Hashtnagar: A Song of Another World (2010) Director: Ammar Aziz Produced and directed by Ammar Aziz, the documentary highlights the hidden chapter of the history of the Marxist struggle in Pakistan. It’s the only example of an armed class struggle in Pakistan and perhaps the only movement which resulted in several reforms for the people of Hashtnagar in Charsadda, K-P.

Walking with the Comrades (2010) Author: Arundhati Roy Arundhati Roy’s politics and sympathetic stance towards Maoist separatists in India has always drawn the ire of Indian nationalists and right-wingers across the board. The people whom she refers to as “freedom fighters” are known as homegrown terrorists to local authorities. Originally published in Outlook India as a long investigative feature, this book details Roy’s unprecedented foray into the world of the Maoist rebels. SEPTEMBER 29-OCTOBER 5 2013


Wandering The people of Cholistan need not be nomads if their reservoirs are cleaned BY HAROON UR RASHEED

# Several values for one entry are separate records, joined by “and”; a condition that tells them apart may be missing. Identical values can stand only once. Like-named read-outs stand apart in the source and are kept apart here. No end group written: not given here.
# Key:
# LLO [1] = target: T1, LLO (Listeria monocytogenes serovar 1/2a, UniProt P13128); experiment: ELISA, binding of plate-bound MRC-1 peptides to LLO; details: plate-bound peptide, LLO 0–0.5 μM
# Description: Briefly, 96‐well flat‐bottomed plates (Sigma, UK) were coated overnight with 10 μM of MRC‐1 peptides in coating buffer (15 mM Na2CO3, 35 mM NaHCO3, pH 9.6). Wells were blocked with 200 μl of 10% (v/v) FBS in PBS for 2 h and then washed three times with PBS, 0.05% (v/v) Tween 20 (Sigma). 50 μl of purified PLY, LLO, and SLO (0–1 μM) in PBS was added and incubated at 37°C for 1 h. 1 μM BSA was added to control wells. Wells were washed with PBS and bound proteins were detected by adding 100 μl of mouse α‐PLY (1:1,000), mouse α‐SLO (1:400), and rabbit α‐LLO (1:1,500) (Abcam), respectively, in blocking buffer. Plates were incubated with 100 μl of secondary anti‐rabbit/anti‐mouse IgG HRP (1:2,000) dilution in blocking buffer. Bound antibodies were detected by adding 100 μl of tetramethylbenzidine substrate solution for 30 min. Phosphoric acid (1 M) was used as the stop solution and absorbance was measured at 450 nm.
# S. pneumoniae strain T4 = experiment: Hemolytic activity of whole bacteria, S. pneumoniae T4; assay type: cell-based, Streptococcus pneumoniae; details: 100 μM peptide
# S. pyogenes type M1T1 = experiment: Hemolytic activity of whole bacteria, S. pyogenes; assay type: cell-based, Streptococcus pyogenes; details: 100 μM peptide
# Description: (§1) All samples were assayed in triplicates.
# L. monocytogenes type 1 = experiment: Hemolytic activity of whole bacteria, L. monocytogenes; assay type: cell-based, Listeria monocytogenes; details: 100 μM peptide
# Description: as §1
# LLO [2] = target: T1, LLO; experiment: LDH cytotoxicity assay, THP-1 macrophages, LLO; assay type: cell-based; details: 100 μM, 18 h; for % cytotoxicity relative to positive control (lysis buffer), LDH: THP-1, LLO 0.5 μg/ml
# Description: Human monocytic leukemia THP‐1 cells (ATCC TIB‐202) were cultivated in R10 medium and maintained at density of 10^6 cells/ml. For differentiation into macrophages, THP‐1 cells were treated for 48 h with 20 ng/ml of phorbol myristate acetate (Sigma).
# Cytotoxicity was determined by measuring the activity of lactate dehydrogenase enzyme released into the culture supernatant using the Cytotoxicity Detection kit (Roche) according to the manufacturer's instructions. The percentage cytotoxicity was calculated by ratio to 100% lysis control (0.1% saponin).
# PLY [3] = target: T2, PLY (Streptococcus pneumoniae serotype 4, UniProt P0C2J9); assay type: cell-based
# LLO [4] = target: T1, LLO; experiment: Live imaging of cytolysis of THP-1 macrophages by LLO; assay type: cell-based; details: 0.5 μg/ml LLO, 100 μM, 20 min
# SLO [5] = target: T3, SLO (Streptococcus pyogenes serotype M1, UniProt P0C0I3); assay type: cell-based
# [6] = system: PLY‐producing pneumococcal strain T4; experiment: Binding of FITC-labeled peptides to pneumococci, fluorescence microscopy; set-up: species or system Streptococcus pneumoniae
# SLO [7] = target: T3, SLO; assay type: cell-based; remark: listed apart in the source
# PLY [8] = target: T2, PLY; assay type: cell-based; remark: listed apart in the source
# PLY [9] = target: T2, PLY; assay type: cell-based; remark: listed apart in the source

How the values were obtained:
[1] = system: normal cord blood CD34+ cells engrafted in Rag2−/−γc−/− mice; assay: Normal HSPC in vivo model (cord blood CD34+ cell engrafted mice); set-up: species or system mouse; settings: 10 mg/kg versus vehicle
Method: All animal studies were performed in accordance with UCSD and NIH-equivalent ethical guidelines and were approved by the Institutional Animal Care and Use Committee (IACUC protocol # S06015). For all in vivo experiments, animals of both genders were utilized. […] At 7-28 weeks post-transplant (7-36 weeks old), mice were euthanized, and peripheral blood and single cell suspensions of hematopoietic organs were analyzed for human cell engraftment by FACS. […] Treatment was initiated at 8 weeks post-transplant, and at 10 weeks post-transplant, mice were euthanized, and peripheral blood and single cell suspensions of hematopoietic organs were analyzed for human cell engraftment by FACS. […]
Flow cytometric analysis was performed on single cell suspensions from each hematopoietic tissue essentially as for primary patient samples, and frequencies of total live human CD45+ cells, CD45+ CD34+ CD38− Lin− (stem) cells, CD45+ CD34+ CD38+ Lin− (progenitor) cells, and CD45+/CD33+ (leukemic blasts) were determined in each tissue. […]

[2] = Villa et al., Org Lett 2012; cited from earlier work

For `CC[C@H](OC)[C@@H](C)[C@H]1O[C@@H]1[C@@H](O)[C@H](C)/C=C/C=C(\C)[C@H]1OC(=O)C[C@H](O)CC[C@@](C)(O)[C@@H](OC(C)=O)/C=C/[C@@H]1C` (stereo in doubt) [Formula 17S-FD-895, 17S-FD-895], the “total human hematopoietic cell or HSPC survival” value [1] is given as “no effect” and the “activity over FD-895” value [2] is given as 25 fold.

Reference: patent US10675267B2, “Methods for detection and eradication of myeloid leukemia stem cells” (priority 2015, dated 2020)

In the Cholistan desert or Rohi it can go up to 51 degrees at times. Rohilas form long ong lines that snake through the sands. They go in search of water and fodder for their livestock, their only asset. Many of them will sigh and wonder what sin their forefathers committed that the land dried up. “Their movement from one to another place is a very tough exercise,” says a social worker Riaz Baloch with the Al-Sadiq Desert Welfare Organisation. Organisation Imagine your family having to migrate from one town to another. These folks need to do it many times a year. They don’t have a p permanent home; the enho tire Rohi is their home. ab The desert is about 2.6 million hectares and its population is about 150,000 people livest and two million livestock animals. You cannot farm here because th there is no river and barely any rainfall. More than 81% of the desert is sand dune. Thi This means that there has been too much overgrasing and subsequent soil an and wind erosion. “Rohi onc once used to be a green valley, but e ecological changes have transform transformed it into a barren desert,” say says Baloch. Humans and dri from the same small cattle drink puddles and women have to puddles, m walk miles to fetch water. It mostl rains in July, August mostly and September but you can ge as little as 100mm. get The Rohilas never used to be nomads in search of water,